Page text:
Charlie Michael Edward Caire, the perpetrator of a sickening attack on an elderly South Australian man, who he had lured on Grindr, has been given little more than a slap on the wrists this week. Caire will walk free from prison after district court judge Liesl Chapman handed the 21-year-old a suspended sentence.

Warning: The story has details that some readers may find distressing.

The attack, which Star Observer reported last month, saw the victim lured through a fake Grindr account set up by Caire. The elderly man was taken to a Murray Bridge house and then tortured by what was described as a ‘horrifying array of weaponry’ including having a gas lighter held to his head, being probed with a taser, electric drill, his arm sliced with a knife and his fingers placed between secateurs.

Victim Thought He Would Die

The victim was also injected with a needle that he was made to believe contained AIDS, and was told “there’d be consequences” if he did not hand over $5,000 in cash.

Chapman described the frenzied attack as having “caused the victim to bleed on the mattress and floor.”

“The victim has provided a victim impact statement where he describes experiencing the most sustained and intense period of physical pain and fear of those hours of imprisonment.”

Chapman went on to add that the victim was so scared, he thought he might die.

Caire, who was high on methamphetamine at the time and had not slept in six weeks, alleged that the victim was believed to have sexually assaulted his friends’ younger brother. This allegation has not been brought to the police or reported.

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Chapman vehemently described it as “vigilante behaviour” adding that this “does not bring about justice, rather it brings about the opposite, it undermines the criminal justice system.”

In the months before the attack Caire, had experienced the death of his father, loss of his job, and the breakdown of a long-term relationship, the judge noted.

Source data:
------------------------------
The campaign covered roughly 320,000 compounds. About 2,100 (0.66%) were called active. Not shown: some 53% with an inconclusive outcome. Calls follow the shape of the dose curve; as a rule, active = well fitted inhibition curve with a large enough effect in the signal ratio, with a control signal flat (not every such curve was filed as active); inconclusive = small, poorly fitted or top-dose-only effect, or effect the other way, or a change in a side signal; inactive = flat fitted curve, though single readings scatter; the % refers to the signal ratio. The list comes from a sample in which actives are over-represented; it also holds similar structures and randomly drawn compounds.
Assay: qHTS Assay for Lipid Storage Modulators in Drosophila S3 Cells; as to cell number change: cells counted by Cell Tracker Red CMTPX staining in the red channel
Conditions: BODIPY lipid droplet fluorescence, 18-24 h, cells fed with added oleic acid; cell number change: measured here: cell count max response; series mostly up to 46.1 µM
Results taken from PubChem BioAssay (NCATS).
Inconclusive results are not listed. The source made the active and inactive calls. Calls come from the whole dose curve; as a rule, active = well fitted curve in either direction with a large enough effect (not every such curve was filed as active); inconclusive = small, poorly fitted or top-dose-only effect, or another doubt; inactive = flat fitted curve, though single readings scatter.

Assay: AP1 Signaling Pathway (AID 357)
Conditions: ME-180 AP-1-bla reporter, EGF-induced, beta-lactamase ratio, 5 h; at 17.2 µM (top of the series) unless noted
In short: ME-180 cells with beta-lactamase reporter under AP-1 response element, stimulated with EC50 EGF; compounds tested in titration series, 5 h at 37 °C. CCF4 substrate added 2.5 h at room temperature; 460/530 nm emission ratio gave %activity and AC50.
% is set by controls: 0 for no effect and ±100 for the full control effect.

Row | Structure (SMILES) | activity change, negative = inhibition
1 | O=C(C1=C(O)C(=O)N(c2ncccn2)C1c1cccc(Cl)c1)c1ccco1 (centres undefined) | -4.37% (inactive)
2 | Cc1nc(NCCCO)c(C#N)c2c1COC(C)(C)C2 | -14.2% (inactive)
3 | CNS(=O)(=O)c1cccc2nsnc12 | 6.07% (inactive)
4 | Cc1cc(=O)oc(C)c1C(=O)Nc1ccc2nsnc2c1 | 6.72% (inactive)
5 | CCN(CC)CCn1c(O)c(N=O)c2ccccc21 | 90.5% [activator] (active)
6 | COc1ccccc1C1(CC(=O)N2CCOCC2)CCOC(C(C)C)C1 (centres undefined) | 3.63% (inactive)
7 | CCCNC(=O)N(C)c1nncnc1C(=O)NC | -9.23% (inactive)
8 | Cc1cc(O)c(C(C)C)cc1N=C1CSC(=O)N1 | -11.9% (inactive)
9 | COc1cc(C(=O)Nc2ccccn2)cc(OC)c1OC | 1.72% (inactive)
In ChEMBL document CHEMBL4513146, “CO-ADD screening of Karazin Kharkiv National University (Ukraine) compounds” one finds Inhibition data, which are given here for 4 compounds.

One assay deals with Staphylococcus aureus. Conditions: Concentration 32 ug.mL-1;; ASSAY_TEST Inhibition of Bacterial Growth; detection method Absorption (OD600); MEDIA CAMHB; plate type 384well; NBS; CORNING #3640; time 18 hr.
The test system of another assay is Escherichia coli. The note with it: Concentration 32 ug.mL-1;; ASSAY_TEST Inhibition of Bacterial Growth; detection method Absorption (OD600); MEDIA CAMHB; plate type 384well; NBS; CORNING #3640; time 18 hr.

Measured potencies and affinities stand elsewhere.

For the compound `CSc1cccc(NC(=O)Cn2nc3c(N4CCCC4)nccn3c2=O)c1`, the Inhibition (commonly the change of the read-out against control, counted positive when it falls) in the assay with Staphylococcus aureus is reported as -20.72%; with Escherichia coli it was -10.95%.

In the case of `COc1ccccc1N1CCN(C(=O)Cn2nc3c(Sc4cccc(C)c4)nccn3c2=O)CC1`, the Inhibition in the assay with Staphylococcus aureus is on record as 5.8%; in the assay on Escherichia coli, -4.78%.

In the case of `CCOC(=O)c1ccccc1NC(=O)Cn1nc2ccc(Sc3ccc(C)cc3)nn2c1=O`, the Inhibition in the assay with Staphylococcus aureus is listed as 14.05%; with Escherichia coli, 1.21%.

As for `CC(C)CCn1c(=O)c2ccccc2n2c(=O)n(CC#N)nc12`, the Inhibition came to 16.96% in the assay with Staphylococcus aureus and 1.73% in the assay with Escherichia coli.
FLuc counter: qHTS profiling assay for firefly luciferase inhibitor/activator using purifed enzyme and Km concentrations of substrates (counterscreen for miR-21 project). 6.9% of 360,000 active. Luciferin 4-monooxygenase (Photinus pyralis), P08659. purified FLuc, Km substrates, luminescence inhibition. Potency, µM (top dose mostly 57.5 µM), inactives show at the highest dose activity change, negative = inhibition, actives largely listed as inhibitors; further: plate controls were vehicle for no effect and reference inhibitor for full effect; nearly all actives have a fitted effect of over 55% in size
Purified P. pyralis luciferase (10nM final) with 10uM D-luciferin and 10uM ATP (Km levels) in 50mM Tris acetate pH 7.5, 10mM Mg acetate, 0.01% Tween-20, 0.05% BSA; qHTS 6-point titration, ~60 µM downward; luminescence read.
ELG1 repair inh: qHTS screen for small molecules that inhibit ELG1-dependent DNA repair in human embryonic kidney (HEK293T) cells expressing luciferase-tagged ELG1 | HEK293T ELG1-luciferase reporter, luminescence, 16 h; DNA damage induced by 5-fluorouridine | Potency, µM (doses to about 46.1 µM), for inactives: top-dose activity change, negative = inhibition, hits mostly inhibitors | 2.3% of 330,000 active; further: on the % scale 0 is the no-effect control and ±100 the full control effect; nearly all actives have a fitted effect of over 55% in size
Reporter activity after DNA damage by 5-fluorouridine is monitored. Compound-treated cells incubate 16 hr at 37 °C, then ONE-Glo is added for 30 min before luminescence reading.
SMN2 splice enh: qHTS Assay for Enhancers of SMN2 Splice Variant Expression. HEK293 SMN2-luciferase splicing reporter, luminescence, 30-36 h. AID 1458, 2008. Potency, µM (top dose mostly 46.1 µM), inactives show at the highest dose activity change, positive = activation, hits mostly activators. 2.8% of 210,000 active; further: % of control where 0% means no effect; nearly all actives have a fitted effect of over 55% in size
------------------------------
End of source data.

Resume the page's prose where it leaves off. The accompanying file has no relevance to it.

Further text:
Judge Calls Accused ‘Remarkable’ Young Man

Despite Caire having plead guilty to numerous offences, including false imprisonment, aggravated blackmail and aggravated assault, Chapman weighed up what was described as ‘great adversity’ in his life when handing down just five-years-and-six-months in prison with a non-parole period of two years and 10 months, backdated to when Caire was first taken into custody, in February 2020.

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“You have shown courage, strength and resilience during a childhood which no child should have to endure,” said Chapman, while describing the accused as a “remarkable” young man.

“You started training to become a youth worker because you wanted to protect children. Despite all the adversity in your life, you were managing very well, you were doing more than keeping your head above water, you were making positive contributions to the community and were taking positive steps along a clearly defined path.”

Perhaps if the charges laid against Caire in the first instance were upgraded or of greater severity, then he might have not gotten away so lightly. Chapman pointed out, this was the accused’s first offence, and he stood a better chance of being rehabilitated within the community whilst under supervision. Caire’s lawyers had not asked for a suspended sentence.

Currently in custody at Mount Gambier Prison, Caire is to be released on Wednesday next week, when he will sign a three-year good behaviour bond at the District Court in Adelaide.

 

If you feel distressed reading the story, you can reach out to support services.

For 24 hour crisis support and suicide prevention call Lifeline on 13 11 14

For Australia-wide LGBTQI peer support call QLife on 1800 184 527 or webchat.

 

 

 

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